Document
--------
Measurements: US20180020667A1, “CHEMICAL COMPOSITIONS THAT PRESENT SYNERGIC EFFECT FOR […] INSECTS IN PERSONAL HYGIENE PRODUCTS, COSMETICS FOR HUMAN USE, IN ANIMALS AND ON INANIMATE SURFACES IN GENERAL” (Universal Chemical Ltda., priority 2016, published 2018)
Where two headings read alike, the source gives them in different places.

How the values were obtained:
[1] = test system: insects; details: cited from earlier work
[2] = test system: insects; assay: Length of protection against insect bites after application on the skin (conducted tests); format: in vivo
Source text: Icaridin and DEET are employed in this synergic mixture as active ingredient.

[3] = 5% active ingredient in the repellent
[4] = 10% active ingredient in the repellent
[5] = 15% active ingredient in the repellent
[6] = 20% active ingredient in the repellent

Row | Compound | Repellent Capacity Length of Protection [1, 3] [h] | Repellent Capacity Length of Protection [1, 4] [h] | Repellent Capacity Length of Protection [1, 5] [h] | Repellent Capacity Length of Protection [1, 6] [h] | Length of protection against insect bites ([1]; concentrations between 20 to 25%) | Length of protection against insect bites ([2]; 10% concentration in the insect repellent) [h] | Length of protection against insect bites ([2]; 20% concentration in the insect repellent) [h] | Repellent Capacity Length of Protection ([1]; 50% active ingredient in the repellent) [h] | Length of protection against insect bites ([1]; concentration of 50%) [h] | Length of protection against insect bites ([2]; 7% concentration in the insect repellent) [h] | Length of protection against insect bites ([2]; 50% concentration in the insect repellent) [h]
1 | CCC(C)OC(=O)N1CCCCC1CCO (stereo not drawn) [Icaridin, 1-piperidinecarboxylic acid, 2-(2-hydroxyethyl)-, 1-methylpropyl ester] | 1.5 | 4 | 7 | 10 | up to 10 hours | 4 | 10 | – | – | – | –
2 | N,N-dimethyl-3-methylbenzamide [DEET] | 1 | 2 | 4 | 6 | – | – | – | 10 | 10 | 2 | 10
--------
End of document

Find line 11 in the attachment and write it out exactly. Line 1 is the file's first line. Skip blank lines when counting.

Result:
Row | Compound | Repellent Capacity Length of Protection [1, 3] [h] | Repellent Capacity Length of Protection [1, 4] [h] | Repellent Capacity Length of Protection [1, 5] [h] | Repellent Capacity Length of Protection [1, 6] [h] | Length of protection against insect bites ([1]; concentrations between 20 to 25%) | Length of protection against insect bites ([2]; 10% concentration in the insect repellent) [h] | Length of protection against insect bites ([2]; 20% concentration in the insect repellent) [h] | Repellent Capacity Length of Protection ([1]; 50% active ingredient in the repellent) [h] | Length of protection against insect bites ([1]; concentration of 50%) [h] | Length of protection against insect bites ([2]; 7% concentration in the insect repellent) [h] | Length of protection against insect bites ([2]; 50% concentration in the insect repellent) [h]